Among the most influential psychologists of the past century, Carl Rogers wrote:

When someone really hears you without passing judgment on you . . . without trying to mold you, it feels damn good. . . . confusions which seem irremediable turn into relatively clear flowing streams when one is heard.

Anatol Rapoport built on Roger’s insight. He came up with an approach for dealing with people who think differently. Known today as Rapoport’s Rules, this is how it works:

  1. LISTEN: Have the other person share their perspective. Allow them to fully exhale. Don’t interrupt. Give them your full attention.
  2. UNDERSTAND: Ask clarifying questions. Seek to genuinely understand what they think.
  3. RESTATE: Use your own words to describe their position. Do it so well they say “that’s right!” Or even better, “I wish I said it that clearly.”
  4. AGREE: Let them know anything from their position you agree with.
  5. LEARN: Clarify anything they said you didn’t know. Tell them what they taught you.

Only after following this process are you permitted to state your disagreements. Ideally they ask you to share them. Focus on respectfully refuting their central point rather than attacking them personally or using emotionally charged criticisms.

Rapoport’s Rules help you to come across as a friend rather than an enemy. An honest adult rather than a petulant child. People are far more likely to listen to you in return and consider your ideas.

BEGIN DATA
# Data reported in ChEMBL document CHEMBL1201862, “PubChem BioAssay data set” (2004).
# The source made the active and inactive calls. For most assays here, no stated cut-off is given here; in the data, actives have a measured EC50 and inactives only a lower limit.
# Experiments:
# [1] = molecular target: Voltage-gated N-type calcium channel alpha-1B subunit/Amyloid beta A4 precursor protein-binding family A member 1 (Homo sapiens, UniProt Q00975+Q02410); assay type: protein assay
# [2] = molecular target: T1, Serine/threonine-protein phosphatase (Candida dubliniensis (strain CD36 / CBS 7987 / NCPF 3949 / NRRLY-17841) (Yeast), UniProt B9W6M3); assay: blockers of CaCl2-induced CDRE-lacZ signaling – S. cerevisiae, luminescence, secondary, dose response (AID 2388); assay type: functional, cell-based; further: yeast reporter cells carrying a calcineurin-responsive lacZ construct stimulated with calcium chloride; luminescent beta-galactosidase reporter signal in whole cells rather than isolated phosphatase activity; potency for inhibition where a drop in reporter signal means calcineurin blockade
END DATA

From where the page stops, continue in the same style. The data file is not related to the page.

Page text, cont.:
The philosopher Dan Dennett explains in his fantastic book Intuition Pumps and Other Tools for Thinking how he does his best to apply Rapoport’s Rules. He treasures the response he got from a philosopher who he “profoundly” disagrees with. Dennett explained both their views in an earlier book and received this response:

The treatment of my view is extensive and generally fair, far more so than one usually gets from critics. You convey the complexity of my view and the seriousness of my efforts . . . I am grateful.

Imagine if Keith Olbermann took this approach instead. As an influential pundit, what if he interviewed Joe Rogan and fully applied Rapoport’s Rules? Then did the same with Neil Young. And a highly regarded vaccine scientist.

Imagine if we all took this path. How different our public discourse would be! And how quickly good ideas would spread and build.

The best path forward is not always the most paved. The Olbermann approach is easy. Self righteousness requires no effort.

By contrast, Rapoport’s Rules are hard.

They’re also ethical. And effective.



Rise above self righteousness. Seek to understand and learn from people who are different.

Someone will soon express an idea you find disagreeable. Take a moment to apply Rapoport’s Rules:

  1. Listen.
  2. Understand.
  3. Restate.
  4. Agree.
  5. Learn.

Don’t share your opposing view unless they ask for it. If they do, focus solely on refuting their central point.